A Virginia state lawmaker is attempting make it illegal in that state to practice so-called "reparative therapy" on minors. According to the Washington Post, Rep. Patrick Hope (D-Arlington) proposed a bill that would make the controversial therapy -- which purports to eliminate feelings of same-sex attraction -- a crime when practiced on people under the age of 18.
Reparative therapy has been banned for people under 18 in California and New Jersey as child abuse. Christian conservative groups have protested that the ban infringes on their right of free speech, but they have been unable, so far, to establish that in court.
The American Psychiatric Association long ago removed same-sex attraction from its list of disorders and has declared that not only is conversion therapy ineffective, it is actively harmful. People exposed to the therapy have reported negative effects for years afterward, including depression, anxiety, self-destructive behavior and a heightened risk of suicide.
The American Academy of Pediatrics said in 1993 that “therapy directed specifically at changing sexual orientation" in children is not recommended. Doctors said that it can “provoke guilt and anxiety while having little or no potential for achieving changes in orientation.”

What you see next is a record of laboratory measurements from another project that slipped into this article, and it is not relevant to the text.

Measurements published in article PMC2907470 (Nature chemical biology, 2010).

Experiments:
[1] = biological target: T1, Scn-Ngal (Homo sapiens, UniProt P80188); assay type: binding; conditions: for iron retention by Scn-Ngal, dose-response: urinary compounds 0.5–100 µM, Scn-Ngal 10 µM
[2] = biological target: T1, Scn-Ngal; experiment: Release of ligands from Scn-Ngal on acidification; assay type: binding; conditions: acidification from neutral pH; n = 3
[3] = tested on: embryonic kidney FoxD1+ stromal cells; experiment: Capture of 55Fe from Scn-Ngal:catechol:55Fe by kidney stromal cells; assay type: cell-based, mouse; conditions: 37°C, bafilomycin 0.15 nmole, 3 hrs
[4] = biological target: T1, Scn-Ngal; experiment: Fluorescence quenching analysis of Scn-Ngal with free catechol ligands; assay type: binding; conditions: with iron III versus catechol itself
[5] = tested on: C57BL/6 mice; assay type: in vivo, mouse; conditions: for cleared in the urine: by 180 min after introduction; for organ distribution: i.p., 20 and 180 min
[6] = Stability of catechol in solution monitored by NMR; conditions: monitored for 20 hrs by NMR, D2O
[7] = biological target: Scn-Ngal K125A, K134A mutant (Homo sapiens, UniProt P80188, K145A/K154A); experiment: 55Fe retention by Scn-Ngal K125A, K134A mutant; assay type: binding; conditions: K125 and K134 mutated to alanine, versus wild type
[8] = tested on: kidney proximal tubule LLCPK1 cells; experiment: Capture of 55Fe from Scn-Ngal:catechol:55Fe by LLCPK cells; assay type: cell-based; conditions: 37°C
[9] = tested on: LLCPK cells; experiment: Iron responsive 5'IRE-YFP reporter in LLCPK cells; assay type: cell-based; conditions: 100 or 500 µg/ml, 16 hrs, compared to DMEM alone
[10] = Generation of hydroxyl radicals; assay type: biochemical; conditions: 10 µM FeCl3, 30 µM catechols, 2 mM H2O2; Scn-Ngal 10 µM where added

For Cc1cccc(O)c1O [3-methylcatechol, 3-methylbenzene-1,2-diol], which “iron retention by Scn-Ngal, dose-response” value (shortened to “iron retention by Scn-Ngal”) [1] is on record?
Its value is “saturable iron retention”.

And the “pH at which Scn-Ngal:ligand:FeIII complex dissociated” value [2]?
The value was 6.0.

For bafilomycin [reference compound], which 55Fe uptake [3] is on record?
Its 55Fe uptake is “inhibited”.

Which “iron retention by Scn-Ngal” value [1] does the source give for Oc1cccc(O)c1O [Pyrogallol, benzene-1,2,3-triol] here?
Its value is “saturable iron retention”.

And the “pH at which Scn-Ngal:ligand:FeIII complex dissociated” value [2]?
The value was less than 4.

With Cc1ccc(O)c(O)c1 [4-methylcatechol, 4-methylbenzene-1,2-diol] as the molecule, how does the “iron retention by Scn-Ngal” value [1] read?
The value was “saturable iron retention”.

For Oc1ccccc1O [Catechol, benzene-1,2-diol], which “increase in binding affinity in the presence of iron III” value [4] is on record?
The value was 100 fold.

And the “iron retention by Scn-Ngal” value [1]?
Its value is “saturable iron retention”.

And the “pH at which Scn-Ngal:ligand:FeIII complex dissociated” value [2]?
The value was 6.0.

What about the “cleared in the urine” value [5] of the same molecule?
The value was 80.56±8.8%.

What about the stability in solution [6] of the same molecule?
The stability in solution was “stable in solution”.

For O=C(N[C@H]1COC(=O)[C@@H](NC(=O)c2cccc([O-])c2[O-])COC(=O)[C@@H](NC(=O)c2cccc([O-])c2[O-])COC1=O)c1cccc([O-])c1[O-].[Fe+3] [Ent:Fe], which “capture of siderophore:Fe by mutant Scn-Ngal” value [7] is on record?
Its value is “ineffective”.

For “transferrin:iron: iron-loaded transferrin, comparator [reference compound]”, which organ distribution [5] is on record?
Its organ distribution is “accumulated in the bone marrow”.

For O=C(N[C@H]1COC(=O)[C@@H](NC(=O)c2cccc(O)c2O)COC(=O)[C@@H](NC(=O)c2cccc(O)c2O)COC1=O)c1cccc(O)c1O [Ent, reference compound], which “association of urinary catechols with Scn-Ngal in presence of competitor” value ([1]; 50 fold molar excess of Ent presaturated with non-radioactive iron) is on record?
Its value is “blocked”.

Conservatives say that even though the practice will still be legal for adults, the new law would thwart the ability of religions to exert their influence over whole families.
“It’s astonishing that the party that claims to defend choice and free speech [is] bent on limiting both for counselors, parents and kids struggling with their sexuality,” said Family Foundation President Victoria Cobb in a statement.
Cobb said the new law would discriminate “against people that leave the homosexual lifestyle” and that it is “insulting to thousands of people who have made this change.”
April Prentiss, an out lesbian who struggled for years to rid herself of her natural attraction to women, said that reparative therapy left her scarred, miserable and full of self-loathing.
“It has taken me over a decade to work through the damage done by those years,” she said at a press conference on Monday.
And unlike minors forced into conversion therapy by their families or churches, she said, “I had the power to walk away from conversion therapy.”
Hope said on Monday, “To be very clear, organized psychiatry maintains that sexual orientation is not changeable, that conversion therapies do harm and that conversion therapies should not be practiced."
Watch video about this story, embedded below: